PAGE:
Pulmonary manifestations are relatively common in rheumatoid arthritis, and like many of its non-articular manifestations, tend to develop later in the disease.
Although RA is more common in women, respiratory disease more commonly develops in men .
Respiratory symptoms are often absent, or nonspecific such as dyspnea and chronic cough.
Patterns of lung involvement include interstitial, airway and pleural disease.
Pleural involvement is a common manifestation of RA, although usually asymptomatic.
- pleural thickening: is seen more commonly than pleural effusions
- pleural effusions: occur late in the disease, are often unilateral and associated with pericarditis and subcutaneous nodules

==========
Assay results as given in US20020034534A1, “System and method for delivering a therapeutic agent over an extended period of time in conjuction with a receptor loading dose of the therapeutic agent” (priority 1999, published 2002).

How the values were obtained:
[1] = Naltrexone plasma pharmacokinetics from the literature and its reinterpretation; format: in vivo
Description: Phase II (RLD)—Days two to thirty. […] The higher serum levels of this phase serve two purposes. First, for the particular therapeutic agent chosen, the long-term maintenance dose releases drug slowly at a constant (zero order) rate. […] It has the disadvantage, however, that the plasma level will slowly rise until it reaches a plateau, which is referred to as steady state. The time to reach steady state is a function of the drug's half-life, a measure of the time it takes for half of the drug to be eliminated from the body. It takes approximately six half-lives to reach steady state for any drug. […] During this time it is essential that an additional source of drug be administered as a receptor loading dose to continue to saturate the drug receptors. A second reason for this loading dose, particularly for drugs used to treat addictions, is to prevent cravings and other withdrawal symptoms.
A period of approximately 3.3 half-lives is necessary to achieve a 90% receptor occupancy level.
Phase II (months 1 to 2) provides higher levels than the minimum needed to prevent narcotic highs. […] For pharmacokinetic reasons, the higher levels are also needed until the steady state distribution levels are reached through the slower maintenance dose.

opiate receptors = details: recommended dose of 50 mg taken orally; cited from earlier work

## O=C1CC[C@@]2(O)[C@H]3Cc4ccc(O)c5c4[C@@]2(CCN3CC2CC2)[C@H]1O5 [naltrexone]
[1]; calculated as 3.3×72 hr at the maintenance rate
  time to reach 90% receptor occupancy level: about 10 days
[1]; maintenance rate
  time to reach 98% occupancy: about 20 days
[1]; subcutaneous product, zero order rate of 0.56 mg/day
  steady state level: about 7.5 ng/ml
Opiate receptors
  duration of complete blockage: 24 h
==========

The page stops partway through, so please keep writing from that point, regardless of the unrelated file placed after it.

Other manifestations include:
Chest radiograph may show:
- pleural effusion
- lower zone predominant reticular or reticulonodular pattern
- volume loss in advanced disease
- skeletal changes, e.g. erosion of clavicles, glenohumeral erosive arthropathy, superior rib notching
Chest CT or HRCT features include:
- pleural thickening or effusion
- ground-glass densities
- interstitial fibrosis
- COP - BOOP
- bronchiolitis obliterans
- large rheumatoid nodules
- follicular bronchiolitis
- small centrilobular nodules or tree-in-bud
- Caplan syndrome